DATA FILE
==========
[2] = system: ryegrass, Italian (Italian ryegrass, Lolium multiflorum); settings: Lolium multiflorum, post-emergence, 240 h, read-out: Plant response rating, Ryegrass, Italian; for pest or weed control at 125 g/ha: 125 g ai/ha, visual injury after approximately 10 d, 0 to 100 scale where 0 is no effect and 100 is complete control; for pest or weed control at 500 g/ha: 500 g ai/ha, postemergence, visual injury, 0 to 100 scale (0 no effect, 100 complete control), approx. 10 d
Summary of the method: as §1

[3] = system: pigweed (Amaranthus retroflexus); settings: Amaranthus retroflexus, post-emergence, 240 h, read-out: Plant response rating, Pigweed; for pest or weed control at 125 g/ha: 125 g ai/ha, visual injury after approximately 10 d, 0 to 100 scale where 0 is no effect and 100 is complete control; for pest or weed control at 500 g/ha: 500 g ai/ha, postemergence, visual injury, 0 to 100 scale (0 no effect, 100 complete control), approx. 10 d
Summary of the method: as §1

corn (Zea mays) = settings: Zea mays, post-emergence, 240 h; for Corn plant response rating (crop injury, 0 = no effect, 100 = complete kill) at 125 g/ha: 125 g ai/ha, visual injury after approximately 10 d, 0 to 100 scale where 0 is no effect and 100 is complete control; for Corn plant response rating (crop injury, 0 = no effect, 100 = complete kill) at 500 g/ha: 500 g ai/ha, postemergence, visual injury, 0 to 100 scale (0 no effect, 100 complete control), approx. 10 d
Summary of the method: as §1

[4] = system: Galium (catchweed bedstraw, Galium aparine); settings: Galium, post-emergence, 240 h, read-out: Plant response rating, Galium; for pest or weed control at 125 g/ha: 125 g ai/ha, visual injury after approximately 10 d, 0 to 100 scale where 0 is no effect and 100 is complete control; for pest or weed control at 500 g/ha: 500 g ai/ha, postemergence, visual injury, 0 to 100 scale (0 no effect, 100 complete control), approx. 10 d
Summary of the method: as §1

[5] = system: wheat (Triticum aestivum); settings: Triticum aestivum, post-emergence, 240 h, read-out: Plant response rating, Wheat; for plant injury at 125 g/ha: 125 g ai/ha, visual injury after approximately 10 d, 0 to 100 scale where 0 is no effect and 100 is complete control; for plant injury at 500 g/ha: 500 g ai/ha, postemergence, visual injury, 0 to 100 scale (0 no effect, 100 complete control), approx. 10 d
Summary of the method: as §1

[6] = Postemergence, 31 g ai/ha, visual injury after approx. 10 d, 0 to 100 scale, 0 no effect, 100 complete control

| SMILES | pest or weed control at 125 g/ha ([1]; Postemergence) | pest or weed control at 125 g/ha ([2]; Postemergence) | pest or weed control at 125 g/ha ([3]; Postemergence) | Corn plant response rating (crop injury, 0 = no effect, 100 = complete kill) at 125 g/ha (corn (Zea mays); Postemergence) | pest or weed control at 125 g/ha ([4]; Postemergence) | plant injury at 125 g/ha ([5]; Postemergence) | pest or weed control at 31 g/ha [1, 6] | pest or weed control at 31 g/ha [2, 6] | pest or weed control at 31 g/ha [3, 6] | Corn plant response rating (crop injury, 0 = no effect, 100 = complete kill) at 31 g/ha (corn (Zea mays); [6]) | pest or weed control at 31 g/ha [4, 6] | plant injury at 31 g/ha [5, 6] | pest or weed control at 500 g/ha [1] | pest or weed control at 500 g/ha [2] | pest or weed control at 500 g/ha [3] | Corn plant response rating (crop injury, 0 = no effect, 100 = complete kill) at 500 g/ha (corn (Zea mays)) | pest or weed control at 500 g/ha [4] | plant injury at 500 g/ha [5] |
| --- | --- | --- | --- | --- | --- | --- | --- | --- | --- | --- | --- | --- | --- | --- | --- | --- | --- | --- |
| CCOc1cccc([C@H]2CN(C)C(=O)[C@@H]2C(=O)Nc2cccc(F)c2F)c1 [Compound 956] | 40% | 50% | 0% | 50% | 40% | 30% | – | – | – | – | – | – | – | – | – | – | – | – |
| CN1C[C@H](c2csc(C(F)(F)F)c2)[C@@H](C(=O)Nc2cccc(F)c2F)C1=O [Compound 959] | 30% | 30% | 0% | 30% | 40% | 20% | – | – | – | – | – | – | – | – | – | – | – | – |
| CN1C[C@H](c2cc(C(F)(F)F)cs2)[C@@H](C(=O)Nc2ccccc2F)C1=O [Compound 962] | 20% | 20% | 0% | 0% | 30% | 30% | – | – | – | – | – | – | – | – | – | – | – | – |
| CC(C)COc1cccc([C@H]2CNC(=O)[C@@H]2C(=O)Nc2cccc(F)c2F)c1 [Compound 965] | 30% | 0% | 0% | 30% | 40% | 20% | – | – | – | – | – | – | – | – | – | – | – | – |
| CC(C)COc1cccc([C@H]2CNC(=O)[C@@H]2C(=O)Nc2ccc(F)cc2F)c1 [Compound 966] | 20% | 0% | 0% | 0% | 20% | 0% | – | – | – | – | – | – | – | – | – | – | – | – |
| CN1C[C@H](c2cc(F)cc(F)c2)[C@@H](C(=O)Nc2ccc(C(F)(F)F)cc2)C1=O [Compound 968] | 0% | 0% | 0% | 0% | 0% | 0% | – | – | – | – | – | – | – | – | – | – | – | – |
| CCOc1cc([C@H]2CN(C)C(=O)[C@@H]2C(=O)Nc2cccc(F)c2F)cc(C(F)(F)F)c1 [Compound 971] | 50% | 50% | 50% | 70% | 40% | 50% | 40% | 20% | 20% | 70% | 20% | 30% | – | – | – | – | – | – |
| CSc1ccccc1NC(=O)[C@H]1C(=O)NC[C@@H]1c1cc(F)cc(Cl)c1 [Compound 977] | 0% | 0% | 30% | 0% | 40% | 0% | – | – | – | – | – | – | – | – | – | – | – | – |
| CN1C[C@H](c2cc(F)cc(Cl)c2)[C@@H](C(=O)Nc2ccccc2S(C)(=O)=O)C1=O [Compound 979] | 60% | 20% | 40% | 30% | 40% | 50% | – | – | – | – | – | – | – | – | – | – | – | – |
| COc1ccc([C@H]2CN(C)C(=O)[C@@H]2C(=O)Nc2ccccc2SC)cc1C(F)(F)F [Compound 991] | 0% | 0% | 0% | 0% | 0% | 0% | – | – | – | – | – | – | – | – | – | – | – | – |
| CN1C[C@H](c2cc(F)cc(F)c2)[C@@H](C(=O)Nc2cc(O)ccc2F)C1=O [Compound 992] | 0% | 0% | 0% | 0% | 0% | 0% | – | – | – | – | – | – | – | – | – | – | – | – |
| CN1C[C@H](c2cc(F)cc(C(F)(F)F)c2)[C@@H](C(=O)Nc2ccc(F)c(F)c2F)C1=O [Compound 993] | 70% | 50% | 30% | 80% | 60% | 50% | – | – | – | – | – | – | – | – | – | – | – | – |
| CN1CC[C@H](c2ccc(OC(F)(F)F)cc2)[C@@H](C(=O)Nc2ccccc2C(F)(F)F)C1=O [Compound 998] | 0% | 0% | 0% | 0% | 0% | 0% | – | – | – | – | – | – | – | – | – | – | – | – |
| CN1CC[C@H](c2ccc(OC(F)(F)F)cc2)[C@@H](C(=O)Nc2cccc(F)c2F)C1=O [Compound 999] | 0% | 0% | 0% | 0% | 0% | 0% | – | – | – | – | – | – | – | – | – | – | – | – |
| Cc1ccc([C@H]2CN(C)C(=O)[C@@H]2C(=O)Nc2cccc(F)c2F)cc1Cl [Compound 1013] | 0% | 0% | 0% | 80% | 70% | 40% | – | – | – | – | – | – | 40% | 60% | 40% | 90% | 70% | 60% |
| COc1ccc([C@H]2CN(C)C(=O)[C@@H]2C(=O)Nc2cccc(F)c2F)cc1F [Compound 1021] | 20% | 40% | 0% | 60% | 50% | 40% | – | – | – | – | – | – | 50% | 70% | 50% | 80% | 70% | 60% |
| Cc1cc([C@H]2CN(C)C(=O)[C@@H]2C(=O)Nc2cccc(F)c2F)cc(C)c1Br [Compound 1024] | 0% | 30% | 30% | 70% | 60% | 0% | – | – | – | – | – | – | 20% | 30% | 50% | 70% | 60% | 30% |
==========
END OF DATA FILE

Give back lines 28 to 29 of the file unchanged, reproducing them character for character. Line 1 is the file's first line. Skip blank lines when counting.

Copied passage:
| Cc1ccc([C@H]2CN(C)C(=O)[C@@H]2C(=O)Nc2cccc(F)c2F)cc1Cl [Compound 1013] | 0% | 0% | 0% | 80% | 70% | 40% | – | – | – | – | – | – | 40% | 60% | 40% | 90% | 70% | 60% |
| COc1ccc([C@H]2CN(C)C(=O)[C@@H]2C(=O)Nc2cccc(F)c2F)cc1F [Compound 1021] | 20% | 40% | 0% | 60% | 50% | 40% | – | – | – | – | – | – | 50% | 70% | 50% | 80% | 70% | 60% |